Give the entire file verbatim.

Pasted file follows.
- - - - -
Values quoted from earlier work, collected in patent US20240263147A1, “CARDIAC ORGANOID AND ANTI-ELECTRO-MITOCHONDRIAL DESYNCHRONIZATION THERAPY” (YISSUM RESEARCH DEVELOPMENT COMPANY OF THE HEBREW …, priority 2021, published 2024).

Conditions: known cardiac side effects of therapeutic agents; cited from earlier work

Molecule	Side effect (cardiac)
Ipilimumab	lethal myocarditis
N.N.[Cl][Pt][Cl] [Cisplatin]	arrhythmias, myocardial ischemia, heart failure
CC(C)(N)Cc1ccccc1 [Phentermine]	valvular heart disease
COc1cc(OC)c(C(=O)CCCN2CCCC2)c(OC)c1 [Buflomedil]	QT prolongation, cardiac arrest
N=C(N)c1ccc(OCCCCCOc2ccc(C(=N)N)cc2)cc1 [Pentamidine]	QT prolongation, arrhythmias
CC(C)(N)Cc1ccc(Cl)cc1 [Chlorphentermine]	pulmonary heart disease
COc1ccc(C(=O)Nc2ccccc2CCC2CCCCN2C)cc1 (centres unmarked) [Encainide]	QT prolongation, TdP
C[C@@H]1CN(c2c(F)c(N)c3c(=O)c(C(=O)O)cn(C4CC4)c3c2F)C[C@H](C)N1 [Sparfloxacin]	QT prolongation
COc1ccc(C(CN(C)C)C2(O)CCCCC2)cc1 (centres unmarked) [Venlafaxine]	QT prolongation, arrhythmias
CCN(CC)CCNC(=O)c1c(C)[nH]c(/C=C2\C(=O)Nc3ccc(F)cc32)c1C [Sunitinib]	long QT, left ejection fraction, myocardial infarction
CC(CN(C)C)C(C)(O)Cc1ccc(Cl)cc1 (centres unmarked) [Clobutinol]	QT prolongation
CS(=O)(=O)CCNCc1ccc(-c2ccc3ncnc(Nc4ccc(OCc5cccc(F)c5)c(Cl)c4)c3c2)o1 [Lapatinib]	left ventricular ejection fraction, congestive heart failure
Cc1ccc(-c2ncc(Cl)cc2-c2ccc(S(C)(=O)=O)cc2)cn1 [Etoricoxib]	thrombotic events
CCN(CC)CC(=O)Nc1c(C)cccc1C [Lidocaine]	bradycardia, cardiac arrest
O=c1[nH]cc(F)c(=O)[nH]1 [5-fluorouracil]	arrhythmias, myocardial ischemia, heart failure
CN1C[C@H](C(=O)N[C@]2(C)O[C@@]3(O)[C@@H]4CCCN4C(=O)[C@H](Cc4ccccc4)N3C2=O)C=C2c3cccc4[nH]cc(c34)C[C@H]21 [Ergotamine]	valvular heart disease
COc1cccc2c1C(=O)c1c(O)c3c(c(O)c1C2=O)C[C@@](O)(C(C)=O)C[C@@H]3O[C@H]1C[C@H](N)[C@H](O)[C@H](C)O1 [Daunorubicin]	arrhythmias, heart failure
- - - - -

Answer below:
Values quoted from earlier work, collected in patent US20240263147A1, “CARDIAC ORGANOID AND ANTI-ELECTRO-MITOCHONDRIAL DESYNCHRONIZATION THERAPY” (YISSUM RESEARCH DEVELOPMENT COMPANY OF THE HEBREW …, priority 2021, published 2024).

Conditions: known cardiac side effects of therapeutic agents; cited from earlier work

Molecule	Side effect (cardiac)
Ipilimumab	lethal myocarditis
N.N.[Cl][Pt][Cl] [Cisplatin]	arrhythmias, myocardial ischemia, heart failure
CC(C)(N)Cc1ccccc1 [Phentermine]	valvular heart disease
COc1cc(OC)c(C(=O)CCCN2CCCC2)c(OC)c1 [Buflomedil]	QT prolongation, cardiac arrest
N=C(N)c1ccc(OCCCCCOc2ccc(C(=N)N)cc2)cc1 [Pentamidine]	QT prolongation, arrhythmias
CC(C)(N)Cc1ccc(Cl)cc1 [Chlorphentermine]	pulmonary heart disease
COc1ccc(C(=O)Nc2ccccc2CCC2CCCCN2C)cc1 (centres unmarked) [Encainide]	QT prolongation, TdP
C[C@@H]1CN(c2c(F)c(N)c3c(=O)c(C(=O)O)cn(C4CC4)c3c2F)C[C@H](C)N1 [Sparfloxacin]	QT prolongation
COc1ccc(C(CN(C)C)C2(O)CCCCC2)cc1 (centres unmarked) [Venlafaxine]	QT prolongation, arrhythmias
CCN(CC)CCNC(=O)c1c(C)[nH]c(/C=C2\C(=O)Nc3ccc(F)cc32)c1C [Sunitinib]	long QT, left ejection fraction, myocardial infarction
CC(CN(C)C)C(C)(O)Cc1ccc(Cl)cc1 (centres unmarked) [Clobutinol]	QT prolongation
CS(=O)(=O)CCNCc1ccc(-c2ccc3ncnc(Nc4ccc(OCc5cccc(F)c5)c(Cl)c4)c3c2)o1 [Lapatinib]	left ventricular ejection fraction, congestive heart failure
Cc1ccc(-c2ncc(Cl)cc2-c2ccc(S(C)(=O)=O)cc2)cn1 [Etoricoxib]	thrombotic events
CCN(CC)CC(=O)Nc1c(C)cccc1C [Lidocaine]	bradycardia, cardiac arrest
O=c1[nH]cc(F)c(=O)[nH]1 [5-fluorouracil]	arrhythmias, myocardial ischemia, heart failure
CN1C[C@H](C(=O)N[C@]2(C)O[C@@]3(O)[C@@H]4CCCN4C(=O)[C@H](Cc4ccccc4)N3C2=O)C=C2c3cccc4[nH]cc(c34)C[C@H]21 [Ergotamine]	valvular heart disease
COc1cccc2c1C(=O)c1c(O)c3c(c(O)c1C2=O)C[C@@](O)(C(C)=O)C[C@@H]3O[C@H]1C[C@H](N)[C@H](O)[C@H](C)O1 [Daunorubicin]	arrhythmias, heart failure